Translating text into Goblin is best simulated by first translating it into Hungarian, using German for any terms that do not translate, with phonetically-interpreted Russian for a third choice. The written form of the language can be achieved by rendering the result using Czar.
This is the dialect of Draconic spoken by Troglodytes, Lizardfolk, and Kobolds. It is actually a blending of Draconic, Dwarven, and something else, with the latter contaminating the former. Religious authorities make much of the purported resemblance of the alleged language of Demons and the “Something Else” of Draconian, but no-one has any proof of this alleged language’s existence beyond citations in religious texts relating to cases of demonic possession and exorcism. Note that for the bulk of the population, the “something else” is not even known to exist, let alone the church’s ‘explanation’ of it (Knowledge: religion 15 ranks required).
To translate into Draconian, follow the procedure for Dwarven for a random selection of words (approximately 1 in 6). Translate all remaining verbs and relationship terms into Greek, phoneticise, and then reverse the sequence of syllables. Then employ the procedure given for Draconic for the rest.
To render Draconian, display the resulting text in Autorealm Phoenician without spaces between words except on either side of a Proper Noun, and without other punctuation except at the end of a complete passage of text.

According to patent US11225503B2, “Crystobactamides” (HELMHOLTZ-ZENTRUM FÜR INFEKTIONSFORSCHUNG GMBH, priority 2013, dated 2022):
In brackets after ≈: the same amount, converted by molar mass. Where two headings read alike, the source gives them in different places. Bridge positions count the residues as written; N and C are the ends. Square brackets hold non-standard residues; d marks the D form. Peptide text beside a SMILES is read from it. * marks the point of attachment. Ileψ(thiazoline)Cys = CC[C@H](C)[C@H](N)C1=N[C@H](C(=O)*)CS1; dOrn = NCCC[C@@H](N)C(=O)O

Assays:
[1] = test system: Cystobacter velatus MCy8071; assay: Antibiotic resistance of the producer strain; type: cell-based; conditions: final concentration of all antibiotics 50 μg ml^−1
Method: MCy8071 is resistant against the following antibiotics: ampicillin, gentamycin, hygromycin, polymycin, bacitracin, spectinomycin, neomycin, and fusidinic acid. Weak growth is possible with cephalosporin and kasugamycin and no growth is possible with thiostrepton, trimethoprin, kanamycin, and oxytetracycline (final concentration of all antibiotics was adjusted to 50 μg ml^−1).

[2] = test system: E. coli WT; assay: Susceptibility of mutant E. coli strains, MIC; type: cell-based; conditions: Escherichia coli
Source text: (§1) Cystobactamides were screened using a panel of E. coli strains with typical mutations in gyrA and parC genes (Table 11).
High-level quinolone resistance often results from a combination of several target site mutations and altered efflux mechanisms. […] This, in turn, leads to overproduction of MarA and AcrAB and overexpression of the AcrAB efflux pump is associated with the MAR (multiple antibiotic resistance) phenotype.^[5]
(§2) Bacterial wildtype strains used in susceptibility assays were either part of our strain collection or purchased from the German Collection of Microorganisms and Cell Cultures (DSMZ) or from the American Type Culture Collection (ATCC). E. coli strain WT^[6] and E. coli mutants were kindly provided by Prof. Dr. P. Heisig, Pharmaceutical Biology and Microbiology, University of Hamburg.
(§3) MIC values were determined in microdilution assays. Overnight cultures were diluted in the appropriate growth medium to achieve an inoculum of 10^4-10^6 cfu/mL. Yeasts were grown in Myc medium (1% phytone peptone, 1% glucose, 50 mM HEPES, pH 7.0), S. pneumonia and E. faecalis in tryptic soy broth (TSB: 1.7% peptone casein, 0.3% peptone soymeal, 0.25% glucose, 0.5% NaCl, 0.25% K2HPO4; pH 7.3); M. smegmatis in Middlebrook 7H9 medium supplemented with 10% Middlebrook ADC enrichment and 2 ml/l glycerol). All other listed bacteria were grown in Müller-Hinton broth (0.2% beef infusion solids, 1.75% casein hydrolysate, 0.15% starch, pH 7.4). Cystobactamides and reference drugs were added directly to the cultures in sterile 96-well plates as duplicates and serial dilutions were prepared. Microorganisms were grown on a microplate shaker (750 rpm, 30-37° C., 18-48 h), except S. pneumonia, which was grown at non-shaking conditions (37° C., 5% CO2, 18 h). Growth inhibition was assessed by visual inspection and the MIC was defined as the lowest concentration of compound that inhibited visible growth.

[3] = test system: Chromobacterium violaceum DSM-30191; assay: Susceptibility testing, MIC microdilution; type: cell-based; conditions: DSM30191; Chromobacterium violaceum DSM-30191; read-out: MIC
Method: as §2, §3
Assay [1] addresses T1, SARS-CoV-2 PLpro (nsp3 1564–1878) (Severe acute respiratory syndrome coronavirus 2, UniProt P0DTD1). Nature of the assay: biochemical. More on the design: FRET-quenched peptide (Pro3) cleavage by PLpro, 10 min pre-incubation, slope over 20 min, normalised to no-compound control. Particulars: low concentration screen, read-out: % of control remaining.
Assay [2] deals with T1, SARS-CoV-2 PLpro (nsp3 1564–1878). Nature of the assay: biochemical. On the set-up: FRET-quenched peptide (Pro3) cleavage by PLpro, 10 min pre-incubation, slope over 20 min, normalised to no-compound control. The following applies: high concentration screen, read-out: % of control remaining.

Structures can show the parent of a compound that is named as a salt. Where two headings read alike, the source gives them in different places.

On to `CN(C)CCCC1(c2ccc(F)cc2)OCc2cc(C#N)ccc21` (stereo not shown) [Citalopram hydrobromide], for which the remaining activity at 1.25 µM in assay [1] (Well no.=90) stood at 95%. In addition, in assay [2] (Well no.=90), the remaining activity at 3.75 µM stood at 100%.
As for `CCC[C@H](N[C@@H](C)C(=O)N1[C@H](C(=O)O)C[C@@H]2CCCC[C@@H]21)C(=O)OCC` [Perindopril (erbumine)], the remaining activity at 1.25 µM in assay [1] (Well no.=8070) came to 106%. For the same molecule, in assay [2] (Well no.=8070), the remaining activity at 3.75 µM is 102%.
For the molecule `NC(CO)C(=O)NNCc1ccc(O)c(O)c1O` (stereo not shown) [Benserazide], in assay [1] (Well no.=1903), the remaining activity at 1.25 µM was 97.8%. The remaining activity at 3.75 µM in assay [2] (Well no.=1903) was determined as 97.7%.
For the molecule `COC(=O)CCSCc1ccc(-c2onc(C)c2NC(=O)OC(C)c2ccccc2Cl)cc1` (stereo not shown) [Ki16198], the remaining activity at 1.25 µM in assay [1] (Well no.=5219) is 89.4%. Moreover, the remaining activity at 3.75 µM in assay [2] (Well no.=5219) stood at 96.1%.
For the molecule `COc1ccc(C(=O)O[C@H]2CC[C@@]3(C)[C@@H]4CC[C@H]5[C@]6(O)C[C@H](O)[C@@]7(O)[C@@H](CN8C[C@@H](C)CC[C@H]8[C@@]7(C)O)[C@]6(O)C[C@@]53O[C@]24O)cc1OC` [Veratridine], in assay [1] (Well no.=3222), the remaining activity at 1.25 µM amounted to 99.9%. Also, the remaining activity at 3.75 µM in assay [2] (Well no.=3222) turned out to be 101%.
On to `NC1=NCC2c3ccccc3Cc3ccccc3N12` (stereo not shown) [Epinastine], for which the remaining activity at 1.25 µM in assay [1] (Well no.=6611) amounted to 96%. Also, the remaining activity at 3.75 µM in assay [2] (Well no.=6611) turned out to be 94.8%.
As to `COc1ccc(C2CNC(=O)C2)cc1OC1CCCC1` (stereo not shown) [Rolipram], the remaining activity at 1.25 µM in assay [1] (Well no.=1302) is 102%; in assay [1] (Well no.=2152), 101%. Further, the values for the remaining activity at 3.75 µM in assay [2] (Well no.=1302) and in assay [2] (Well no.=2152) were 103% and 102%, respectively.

Where the language of the Gnolls originated, no-one knows. It uses Giant, backwards, for adjectives and verbs, and some other tongue for anything else. Religious authorities make much of the purported similarities between the alleged language of Devils and the ‘Something Else”, but no-one has any proof of this alleged language’s existence beyond dreams and hallucinations and babbled statements uttered under torture, which are assigned meaning purely because that’s what the churches believe the individual was saying at the time. Scholars ridicule this as a circular arguement – the language is that of Devils because the church’s translations of what has been said in that tongue, based on the assumption that the language is that of Devils, is defined by the church as inherently evil, and therefore Devilish. However, it is a fact that the “something else” presents inherent mechanical difficulties of pronunciation for knolls and is obviously not native to them. Note that for the bulk of the population, the “something else” is not even known to exist, let alone the church’s explanation of it (Knowledge: Religion 20 ranks required).
To translate into Gnoll, translate the adjectives and verbs into Giant, then spell them backwards. Translate everything else into Filipino, then modify it as per the Naming rules for Gnomes. Remove all spaces and punctuation, then insert new spaces after selected consonants in the sequence 2,5,3,4, repeat.
To render Gnoll text, display the resulting text in Autorealm Futhark.
This is a “perversion” of Elvish, according to the Elves, that is spoken only by Drow and a few subterranean races that they have manipulated into attacking other species.